Bacteria are smart and tenacious little critters. They grow in any hospitable place, including the nutritious environs of a human body. When we protest their presence by taking medicine, they reveal their brilliance by coming up with every imaginable way to resist the medication.
The problem of drug resistance is one of the pre-eminent challenges facing medicinal chemists. We are fast at making new drugs, but microbes are equally fast in circumventing their action. Bacteria come up with molecular strategies to resist therapeutic agents, and then they share the strategies with other bacteria by transferring drug resistance genes from one to another.
The public-health challenge is so intractable that some experts believe we face a future where antibacterials are simply ineffective because of widespread drug resistance. Just like 100 years ago when there were no useful drugs and infectious diseases were truly scary.
And now, with a new publication from Boston University and Harvard, the problem seems at once to be even more difficult while also opening a new line of attack (Nature 467 [September 2, 2010], 82–85).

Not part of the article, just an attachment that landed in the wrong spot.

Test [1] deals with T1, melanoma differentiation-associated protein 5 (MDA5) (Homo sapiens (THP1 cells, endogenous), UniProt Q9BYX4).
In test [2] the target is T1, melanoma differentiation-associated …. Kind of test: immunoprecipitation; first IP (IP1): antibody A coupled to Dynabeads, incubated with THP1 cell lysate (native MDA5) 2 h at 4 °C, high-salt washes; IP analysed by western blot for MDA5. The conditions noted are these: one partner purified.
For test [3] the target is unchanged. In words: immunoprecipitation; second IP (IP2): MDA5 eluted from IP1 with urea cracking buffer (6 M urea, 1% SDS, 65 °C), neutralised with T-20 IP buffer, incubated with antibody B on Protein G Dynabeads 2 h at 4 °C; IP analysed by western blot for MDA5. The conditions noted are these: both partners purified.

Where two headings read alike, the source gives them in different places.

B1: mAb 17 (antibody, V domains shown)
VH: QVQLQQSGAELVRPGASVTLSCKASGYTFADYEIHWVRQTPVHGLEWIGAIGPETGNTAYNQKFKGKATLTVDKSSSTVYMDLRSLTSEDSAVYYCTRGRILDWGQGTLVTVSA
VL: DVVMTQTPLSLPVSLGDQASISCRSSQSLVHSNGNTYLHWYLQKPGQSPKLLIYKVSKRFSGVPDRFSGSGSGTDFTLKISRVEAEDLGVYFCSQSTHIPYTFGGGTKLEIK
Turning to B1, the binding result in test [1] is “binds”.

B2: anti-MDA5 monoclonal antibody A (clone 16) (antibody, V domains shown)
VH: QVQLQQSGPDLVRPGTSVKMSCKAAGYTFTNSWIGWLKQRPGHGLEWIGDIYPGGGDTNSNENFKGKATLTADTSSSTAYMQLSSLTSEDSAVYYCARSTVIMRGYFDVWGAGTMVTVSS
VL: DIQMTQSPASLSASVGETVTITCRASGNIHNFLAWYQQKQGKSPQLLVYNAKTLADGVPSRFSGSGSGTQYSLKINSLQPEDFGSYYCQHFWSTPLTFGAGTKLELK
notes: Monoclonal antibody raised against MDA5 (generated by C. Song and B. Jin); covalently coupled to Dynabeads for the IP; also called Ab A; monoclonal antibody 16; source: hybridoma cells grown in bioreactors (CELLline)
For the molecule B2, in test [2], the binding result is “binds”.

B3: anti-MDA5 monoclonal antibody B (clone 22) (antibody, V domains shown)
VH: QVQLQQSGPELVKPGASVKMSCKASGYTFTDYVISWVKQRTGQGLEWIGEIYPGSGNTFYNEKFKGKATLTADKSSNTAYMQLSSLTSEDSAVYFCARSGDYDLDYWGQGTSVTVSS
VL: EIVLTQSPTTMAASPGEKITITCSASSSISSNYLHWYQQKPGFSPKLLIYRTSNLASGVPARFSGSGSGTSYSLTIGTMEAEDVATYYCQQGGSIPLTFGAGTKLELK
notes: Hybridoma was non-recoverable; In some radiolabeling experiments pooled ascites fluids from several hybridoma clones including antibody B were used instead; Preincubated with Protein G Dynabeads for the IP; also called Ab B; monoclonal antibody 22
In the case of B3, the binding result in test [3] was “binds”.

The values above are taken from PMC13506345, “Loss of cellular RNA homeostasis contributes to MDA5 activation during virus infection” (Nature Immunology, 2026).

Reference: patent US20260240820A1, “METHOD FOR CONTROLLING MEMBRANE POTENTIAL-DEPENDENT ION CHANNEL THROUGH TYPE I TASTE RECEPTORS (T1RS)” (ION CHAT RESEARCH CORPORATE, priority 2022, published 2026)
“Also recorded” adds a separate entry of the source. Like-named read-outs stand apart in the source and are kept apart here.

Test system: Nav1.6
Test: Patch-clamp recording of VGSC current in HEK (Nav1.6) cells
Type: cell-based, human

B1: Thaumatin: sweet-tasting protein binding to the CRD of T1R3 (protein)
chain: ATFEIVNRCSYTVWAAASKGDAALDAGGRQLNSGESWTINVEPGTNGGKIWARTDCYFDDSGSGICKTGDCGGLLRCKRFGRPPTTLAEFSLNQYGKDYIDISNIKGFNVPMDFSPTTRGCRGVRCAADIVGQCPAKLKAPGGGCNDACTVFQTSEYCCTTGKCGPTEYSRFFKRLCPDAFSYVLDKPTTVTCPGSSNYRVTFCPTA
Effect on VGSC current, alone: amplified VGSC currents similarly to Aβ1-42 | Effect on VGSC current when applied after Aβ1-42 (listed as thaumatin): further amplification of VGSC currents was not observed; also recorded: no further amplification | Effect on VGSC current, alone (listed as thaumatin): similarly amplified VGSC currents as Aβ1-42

Existing dogma says that when a population of bacteria is exposed to a drug intended to kill cells, most of the cells cooperate and die. However, in a large population there will generally be a few cells harboring a mutation that makes the cell less susceptible to the bacteriocidal drug. Thus, sensitive cells die out only to be replaced by regrowth of the few remaining resistant ones.
The new work shows the situation to be more complex. When a population of bacteria is exposed, the few cells that are resistant secrete a substance that helps the sensitive ones survive as well. Thus, the individual cells act in the interest of the group to ensure survival.
This finding complicates disease treatment but raises the possibility that the secreted substance may itself be a target for therapeutic intervention. Since this is revealed to be a small molecule (indole), industrious chemists are likely already at work conceiving a new generation of ways to combat infections.